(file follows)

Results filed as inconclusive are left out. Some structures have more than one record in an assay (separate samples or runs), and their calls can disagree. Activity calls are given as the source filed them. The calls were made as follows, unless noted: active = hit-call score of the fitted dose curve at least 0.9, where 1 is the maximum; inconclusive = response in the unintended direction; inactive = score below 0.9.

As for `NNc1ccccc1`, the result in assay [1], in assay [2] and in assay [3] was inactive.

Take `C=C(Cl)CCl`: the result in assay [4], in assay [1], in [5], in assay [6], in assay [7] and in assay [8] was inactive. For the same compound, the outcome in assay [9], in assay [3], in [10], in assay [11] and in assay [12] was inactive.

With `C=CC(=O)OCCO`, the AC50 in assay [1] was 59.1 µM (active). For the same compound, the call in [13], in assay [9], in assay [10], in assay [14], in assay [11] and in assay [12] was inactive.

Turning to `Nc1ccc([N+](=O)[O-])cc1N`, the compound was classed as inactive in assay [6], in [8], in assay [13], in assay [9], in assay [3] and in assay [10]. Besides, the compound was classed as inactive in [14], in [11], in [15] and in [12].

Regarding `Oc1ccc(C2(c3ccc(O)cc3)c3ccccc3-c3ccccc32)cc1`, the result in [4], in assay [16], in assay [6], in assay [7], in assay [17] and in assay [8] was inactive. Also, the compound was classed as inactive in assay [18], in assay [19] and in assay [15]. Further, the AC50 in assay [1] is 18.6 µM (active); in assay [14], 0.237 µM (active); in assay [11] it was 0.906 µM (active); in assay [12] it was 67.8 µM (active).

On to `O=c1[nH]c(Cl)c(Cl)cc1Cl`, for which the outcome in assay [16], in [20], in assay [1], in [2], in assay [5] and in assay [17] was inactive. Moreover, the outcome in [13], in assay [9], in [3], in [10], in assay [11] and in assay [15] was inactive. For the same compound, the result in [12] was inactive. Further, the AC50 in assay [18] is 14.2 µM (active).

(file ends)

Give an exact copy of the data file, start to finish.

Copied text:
Results filed as inconclusive are left out. Some structures have more than one record in an assay (separate samples or runs), and their calls can disagree. Activity calls are given as the source filed them. The calls were made as follows, unless noted: active = hit-call score of the fitted dose curve at least 0.9, where 1 is the maximum; inconclusive = response in the unintended direction; inactive = score below 0.9.

As for `NNc1ccccc1`, the result in assay [1], in assay [2] and in assay [3] was inactive.

Take `C=C(Cl)CCl`: the result in assay [4], in assay [1], in [5], in assay [6], in assay [7] and in assay [8] was inactive. For the same compound, the outcome in assay [9], in assay [3], in [10], in assay [11] and in assay [12] was inactive.

With `C=CC(=O)OCCO`, the AC50 in assay [1] was 59.1 µM (active). For the same compound, the call in [13], in assay [9], in assay [10], in assay [14], in assay [11] and in assay [12] was inactive.

Turning to `Nc1ccc([N+](=O)[O-])cc1N`, the compound was classed as inactive in assay [6], in [8], in assay [13], in assay [9], in assay [3] and in assay [10]. Besides, the compound was classed as inactive in [14], in [11], in [15] and in [12].

Regarding `Oc1ccc(C2(c3ccc(O)cc3)c3ccccc3-c3ccccc32)cc1`, the result in [4], in assay [16], in assay [6], in assay [7], in assay [17] and in assay [8] was inactive. Also, the compound was classed as inactive in assay [18], in assay [19] and in assay [15]. Further, the AC50 in assay [1] is 18.6 µM (active); in assay [14], 0.237 µM (active); in assay [11] it was 0.906 µM (active); in assay [12] it was 67.8 µM (active).

On to `O=c1[nH]c(Cl)c(Cl)cc1Cl`, for which the outcome in assay [16], in [20], in assay [1], in [2], in assay [5] and in assay [17] was inactive. Moreover, the outcome in [13], in assay [9], in [3], in [10], in assay [11] and in assay [15] was inactive. For the same compound, the result in [12] was inactive. Further, the AC50 in assay [18] is 14.2 µM (active).